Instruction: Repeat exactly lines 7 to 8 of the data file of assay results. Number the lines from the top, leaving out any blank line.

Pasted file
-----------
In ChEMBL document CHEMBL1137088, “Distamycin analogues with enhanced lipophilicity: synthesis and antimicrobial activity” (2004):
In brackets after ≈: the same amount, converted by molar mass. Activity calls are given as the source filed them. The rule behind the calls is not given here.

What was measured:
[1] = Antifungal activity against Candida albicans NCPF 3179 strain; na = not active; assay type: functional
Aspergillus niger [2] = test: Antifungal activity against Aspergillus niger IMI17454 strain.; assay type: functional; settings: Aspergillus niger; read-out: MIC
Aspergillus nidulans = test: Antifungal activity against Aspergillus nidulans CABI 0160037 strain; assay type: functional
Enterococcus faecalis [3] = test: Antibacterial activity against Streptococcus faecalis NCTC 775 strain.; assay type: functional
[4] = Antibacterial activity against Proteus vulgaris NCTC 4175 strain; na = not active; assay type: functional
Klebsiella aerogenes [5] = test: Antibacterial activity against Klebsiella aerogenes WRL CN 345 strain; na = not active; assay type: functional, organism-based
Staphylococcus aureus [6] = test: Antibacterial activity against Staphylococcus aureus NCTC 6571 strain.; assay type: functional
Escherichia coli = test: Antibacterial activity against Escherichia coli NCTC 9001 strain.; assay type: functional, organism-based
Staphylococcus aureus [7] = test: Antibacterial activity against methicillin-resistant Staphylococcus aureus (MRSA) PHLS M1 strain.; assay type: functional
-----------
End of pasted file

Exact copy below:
Enterococcus faecalis [3] = test: Antibacterial activity against Streptococcus faecalis NCTC 775 strain.; assay type: functional
[4] = Antibacterial activity against Proteus vulgaris NCTC 4175 strain; na = not active; assay type: functional